Jabal Arkanu and Gabal El Uweinat – Using NIR/SWIR Images to Visualize Different Rock Types

Making use of Sentinel-2A's NIR/SWIR bands to get a different view

Taking a look at some rocks

In this image you can see the Jabal Arkanu (top), a mountain in Libya, and the Gabal El Uweinat (bottom), a somewhat bigger mountain in Libya, Sudan, and Egypt (Google Maps). For both mountains you can find other names, based on different transliterations of the original Arabic names جبل أركنو and جبل العوينات.

They are both located on the Gilf Kebir plateau, a sandstone plateau rising from the Libyan Desert and one of the driest places on the planet.

While not immediately apparent in the natural color image, both mountains feature different kinds of rock. They are made up of sandstone, siltstone, and shale with granite intrusions in their western parts.

If you take a look at the first slider, you can see a natural color image, made up of data from bands 4, 3, and 2 of Sentinel-2A’s Multispectral Instrument (MSI) and a near-infrared/short wave infrared (NIR/SWIR) image, using data from bands 12, 11, and 8.

Move the slider and quite distinctive differences can be seen. The Jabal Arkanu shows a more or less circular granite intrusion (showing up slightly purplish in the NIR/SWIR image), flanked by a sandstone component (greenish in the NIR/SWIR image) in the north-east. The Gabal El Uweinat also has a circular granite intrusion, with sandstone and siltstone components surrounding much of the intrusion, pretty much looking like a big “hand of sandstone” holding a “granite ball“.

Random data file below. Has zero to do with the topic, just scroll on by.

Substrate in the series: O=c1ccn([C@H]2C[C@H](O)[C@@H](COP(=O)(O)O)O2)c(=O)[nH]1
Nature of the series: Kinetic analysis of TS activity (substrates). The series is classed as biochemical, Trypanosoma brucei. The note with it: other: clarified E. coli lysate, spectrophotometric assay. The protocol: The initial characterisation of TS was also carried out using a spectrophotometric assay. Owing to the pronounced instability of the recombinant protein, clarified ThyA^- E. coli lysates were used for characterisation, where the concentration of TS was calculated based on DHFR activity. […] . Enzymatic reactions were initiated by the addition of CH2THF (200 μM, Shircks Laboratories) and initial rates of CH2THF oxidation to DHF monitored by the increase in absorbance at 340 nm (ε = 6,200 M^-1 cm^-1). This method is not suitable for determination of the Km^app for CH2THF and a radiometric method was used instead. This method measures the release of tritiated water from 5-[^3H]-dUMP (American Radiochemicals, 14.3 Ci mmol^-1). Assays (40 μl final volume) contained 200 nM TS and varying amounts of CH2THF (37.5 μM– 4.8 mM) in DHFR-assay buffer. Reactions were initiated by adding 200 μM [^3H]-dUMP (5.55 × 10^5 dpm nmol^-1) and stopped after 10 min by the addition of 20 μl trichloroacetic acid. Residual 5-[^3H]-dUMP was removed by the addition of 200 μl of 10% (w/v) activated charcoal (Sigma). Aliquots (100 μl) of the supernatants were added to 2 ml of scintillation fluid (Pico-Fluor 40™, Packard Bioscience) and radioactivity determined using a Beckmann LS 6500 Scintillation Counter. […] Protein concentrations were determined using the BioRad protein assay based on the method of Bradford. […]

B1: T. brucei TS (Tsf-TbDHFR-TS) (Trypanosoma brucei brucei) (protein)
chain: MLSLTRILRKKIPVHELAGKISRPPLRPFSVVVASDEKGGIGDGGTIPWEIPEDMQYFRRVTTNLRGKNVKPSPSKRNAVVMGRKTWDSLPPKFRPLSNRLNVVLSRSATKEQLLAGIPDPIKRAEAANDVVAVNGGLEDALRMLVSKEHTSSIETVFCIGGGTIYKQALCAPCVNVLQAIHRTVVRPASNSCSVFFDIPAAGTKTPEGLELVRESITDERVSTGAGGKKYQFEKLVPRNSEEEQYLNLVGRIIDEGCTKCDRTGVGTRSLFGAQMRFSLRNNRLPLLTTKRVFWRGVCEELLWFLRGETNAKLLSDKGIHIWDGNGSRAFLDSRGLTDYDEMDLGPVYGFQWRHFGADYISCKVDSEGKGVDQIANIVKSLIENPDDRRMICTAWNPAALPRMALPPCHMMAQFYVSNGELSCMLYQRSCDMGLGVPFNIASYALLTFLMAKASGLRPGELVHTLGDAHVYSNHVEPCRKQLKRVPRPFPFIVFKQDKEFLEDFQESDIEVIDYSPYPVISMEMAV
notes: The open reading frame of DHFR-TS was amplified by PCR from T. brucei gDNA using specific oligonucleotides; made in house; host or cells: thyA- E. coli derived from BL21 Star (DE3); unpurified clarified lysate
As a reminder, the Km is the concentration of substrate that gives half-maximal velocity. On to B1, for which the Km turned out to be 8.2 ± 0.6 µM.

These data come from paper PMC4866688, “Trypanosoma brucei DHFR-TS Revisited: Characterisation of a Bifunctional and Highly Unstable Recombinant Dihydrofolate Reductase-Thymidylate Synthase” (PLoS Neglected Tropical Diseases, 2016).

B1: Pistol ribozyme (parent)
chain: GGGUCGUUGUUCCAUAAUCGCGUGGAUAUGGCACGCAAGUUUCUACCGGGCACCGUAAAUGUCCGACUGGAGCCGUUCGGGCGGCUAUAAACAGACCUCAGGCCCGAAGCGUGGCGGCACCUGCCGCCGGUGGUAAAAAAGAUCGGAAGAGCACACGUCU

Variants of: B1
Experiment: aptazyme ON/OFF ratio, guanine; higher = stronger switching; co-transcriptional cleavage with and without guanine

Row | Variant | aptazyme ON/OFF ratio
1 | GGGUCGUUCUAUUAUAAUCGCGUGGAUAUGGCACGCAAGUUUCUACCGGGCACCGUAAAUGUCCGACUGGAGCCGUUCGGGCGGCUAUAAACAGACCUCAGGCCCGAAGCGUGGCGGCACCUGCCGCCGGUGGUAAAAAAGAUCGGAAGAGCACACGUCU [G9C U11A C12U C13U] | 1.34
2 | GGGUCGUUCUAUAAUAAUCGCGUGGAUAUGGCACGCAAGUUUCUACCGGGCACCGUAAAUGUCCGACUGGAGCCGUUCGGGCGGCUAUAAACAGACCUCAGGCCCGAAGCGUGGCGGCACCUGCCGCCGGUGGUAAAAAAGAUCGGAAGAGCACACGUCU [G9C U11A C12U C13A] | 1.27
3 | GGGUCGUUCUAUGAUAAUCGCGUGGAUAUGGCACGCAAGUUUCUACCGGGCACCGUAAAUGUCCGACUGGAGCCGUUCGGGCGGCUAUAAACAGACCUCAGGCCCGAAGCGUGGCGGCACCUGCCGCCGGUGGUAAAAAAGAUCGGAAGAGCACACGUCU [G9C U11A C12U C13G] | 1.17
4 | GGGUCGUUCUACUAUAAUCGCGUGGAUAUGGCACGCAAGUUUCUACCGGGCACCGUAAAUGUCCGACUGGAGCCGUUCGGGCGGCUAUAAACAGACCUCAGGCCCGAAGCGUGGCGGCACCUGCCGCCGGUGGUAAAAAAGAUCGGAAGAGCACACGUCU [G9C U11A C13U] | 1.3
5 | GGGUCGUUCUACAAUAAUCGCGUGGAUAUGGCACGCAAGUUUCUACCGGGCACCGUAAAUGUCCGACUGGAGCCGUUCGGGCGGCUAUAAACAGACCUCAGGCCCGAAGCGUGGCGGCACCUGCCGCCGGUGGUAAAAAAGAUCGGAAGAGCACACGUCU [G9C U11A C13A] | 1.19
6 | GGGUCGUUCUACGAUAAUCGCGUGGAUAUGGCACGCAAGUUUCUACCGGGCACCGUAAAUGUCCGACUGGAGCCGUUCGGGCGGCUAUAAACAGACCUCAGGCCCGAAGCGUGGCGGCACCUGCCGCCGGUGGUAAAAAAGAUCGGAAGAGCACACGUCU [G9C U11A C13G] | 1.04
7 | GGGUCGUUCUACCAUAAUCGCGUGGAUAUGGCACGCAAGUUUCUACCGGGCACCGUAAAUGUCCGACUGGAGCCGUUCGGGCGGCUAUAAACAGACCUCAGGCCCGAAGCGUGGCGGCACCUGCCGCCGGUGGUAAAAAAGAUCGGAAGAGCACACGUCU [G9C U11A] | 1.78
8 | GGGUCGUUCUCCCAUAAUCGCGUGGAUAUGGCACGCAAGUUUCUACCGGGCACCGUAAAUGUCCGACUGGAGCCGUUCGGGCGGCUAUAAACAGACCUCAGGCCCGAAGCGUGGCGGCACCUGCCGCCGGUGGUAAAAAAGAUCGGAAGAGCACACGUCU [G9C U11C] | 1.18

A little closer

This next slider just focuses on the Gabal El Uweinat. You can see the circular intrusion of a collapsed granite dome with a diameter of about 25 kilometers opening up to three valleys in the west. The small bright spot in the eastern part is a volcanic structure. While of course not visible, the mountain massif features a large number of prehistoric petroglyphs (rock art and drawings made by manipulating the rock surface) and fossils.


And even closer

This last slider is showing the transition from granite to sandstone up close. The images here have a scale of 10 meters/pixel. The NIR/SWIR image looks a bit blurry compared to the natural color version, the reason for that is rooted in the resolution of the different bands. While all bands in the natural color version have a 10 meters/pixel resolution, two of the bands in the NIR/SWIR image have a resolution of just 20 meters/pixel, making the resulting image slightly more blurry.


You can download full-size versions with a scale of 10 meters/pixel here on Flickr. The 12-8-2 version is an additional version with a quite nice look, sandstone shows up in reddish hues in this version, granite in blue hues.

Natural color version
NIR/SWIR view (12-8-2)
NIR/SWIR view (12-11-8)

References and more information

Brügge, Norbert. “Structure and Geology of Jebel Uweinat in the three country triangle Egypt-Sudan-Libya.”, 2 Jan. 2016, www.b14643.de/Sahara/Geology_Jebel-Uweinat/index.htm. Accessed 8 Mar. 2017.
Earth Outreach. “Google Timelapse: Gabal El Uweinat, Libya Sudan Egpyt.” YouTube, Earth Outreach, 29 Nov. 2016, www.youtube.com/watch?v=CCpnb8XAHLs. Accessed 8 Mar. 2017.
Scott, Michon, et al. “Jebel Uweinat.” NASA Earth Observatory, NASA Earth Observatory, 9 Mar. 2013, earthobservatory.nasa.gov/IOTD/view.php?id=80599. Accessed 8 Mar. 2017.

Contains modified Copernicus Sentinel data [2017]

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